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dc.contributor.authorHuang, Eugene Wei Jieen_US
dc.contributor.authorYang, Johnnyen_US
dc.contributor.authorYip, Tur Minen_US
dc.description.abstractThis paper investigates the dynamics of dividend initiation of IPO firms (1990 – 2002) in Singapore. We follow a sample of firms from their IPO, and using a multiple regression model, examine which firm characteristics are important in predicting dividend initiations. Two main theories have been drawn around dividend initiation. The first theory provides a signaling rationale for dividends in which dividend initiations are associated with higher earnings. The second theory provides a growth and investment opportunity rationale for dividend initiations. This prompted some market observers to believe that firms that do not initiate dividends have better growth prospects. This contradicts the Signaling theory. Due to these competing explanations, we attempt to determine which alternative theory on dividend initiations are applicable in this era and in the local context. Primarily, our results contradict the implication of signaling theory that increases in dividend rate is positively related to future firm prosperity. On the other hand, we find that the opposite argument of signaling theory (i.e. growth opportunities) does hold for our study. This is consistent with recent findings on dividend initiations that appear to reject Signaling Theory.en_US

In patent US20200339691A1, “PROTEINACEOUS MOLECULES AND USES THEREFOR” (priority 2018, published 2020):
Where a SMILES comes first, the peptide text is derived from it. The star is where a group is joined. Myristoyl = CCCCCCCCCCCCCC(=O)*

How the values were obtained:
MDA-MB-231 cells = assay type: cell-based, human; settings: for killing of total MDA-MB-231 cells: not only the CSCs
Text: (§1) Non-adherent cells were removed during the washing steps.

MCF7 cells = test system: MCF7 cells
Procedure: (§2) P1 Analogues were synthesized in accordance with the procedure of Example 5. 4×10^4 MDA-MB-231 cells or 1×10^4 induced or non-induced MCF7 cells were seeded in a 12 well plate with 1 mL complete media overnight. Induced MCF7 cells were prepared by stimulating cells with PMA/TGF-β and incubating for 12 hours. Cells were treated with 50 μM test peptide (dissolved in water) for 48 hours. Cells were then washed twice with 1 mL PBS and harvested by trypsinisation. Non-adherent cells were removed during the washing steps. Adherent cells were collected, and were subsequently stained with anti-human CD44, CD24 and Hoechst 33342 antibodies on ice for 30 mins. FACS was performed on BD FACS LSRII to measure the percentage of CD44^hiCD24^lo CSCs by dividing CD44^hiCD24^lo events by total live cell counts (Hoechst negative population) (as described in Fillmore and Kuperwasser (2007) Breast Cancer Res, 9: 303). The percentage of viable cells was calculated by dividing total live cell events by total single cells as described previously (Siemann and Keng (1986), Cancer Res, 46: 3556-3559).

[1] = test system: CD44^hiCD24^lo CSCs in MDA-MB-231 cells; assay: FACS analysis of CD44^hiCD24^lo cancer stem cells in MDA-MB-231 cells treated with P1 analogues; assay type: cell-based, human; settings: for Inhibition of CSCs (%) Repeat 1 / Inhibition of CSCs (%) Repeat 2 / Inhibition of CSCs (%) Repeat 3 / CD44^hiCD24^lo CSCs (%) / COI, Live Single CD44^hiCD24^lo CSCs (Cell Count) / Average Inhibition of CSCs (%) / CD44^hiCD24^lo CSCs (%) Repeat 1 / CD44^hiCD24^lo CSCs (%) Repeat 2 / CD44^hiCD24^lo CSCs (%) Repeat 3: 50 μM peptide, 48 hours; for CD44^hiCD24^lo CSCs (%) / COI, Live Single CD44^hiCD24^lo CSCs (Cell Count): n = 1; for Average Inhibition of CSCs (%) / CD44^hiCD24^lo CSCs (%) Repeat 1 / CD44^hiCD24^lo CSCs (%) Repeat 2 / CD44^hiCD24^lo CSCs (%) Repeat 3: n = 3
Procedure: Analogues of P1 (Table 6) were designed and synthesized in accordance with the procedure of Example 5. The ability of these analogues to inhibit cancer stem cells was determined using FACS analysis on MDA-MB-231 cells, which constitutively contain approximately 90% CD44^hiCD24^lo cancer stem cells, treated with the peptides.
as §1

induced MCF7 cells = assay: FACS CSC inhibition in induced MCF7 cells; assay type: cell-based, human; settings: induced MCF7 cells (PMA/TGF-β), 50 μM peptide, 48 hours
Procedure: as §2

dc.rightsNanyang Technological Universityen_US
dc.titleDivident initiation of Singapore Initial Public Offering (IPO) firms (1990 - 2002)en_US
dc.typeFinal Year Project (FYP)en_US
dc.contributor.supervisorChong, Beng Soonen_US
dc.contributor.schoolCollege of Business (Nanyang Business School)en_US
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Appears in Collections:NBS Student Reports (FYP/IA/PA/PI)
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